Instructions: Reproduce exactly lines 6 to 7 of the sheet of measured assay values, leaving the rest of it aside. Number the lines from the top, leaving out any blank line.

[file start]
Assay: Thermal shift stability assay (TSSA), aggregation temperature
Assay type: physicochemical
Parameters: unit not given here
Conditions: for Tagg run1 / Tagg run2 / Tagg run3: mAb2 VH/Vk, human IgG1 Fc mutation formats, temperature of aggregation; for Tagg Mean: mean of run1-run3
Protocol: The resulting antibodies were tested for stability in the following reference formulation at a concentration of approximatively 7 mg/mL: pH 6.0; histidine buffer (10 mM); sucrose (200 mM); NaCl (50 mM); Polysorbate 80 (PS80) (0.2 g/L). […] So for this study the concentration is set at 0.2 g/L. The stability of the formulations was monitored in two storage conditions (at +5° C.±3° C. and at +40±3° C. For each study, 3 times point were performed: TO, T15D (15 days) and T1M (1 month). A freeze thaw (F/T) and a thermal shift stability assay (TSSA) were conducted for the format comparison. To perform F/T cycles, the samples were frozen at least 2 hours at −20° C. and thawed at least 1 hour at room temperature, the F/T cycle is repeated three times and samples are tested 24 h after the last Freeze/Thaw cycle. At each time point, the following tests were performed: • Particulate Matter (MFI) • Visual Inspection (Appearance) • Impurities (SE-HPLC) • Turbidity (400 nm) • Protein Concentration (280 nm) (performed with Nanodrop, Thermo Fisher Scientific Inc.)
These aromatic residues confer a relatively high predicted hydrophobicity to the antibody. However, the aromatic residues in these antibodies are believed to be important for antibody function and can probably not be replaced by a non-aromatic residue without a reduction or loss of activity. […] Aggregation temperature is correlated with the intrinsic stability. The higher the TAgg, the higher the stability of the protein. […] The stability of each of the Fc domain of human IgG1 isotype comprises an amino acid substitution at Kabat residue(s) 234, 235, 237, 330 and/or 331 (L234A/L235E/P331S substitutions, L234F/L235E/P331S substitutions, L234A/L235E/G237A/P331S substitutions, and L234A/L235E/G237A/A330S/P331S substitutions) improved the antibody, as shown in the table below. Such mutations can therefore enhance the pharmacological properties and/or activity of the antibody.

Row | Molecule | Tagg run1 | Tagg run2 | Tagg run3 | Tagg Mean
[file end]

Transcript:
These aromatic residues confer a relatively high predicted hydrophobicity to the antibody. However, the aromatic residues in these antibodies are believed to be important for antibody function and can probably not be replaced by a non-aromatic residue without a reduction or loss of activity. […] Aggregation temperature is correlated with the intrinsic stability. The higher the TAgg, the higher the stability of the protein. […] The stability of each of the Fc domain of human IgG1 isotype comprises an amino acid substitution at Kabat residue(s) 234, 235, 237, 330 and/or 331 (L234A/L235E/P331S substitutions, L234F/L235E/P331S substitutions, L234A/L235E/G237A/P331S substitutions, and L234A/L235E/G237A/A330S/P331S substitutions) improved the antibody, as shown in the table below. Such mutations can therefore enhance the pharmacological properties and/or activity of the antibody.

Row | Molecule | Tagg run1 | Tagg run2 | Tagg run3 | Tagg Mean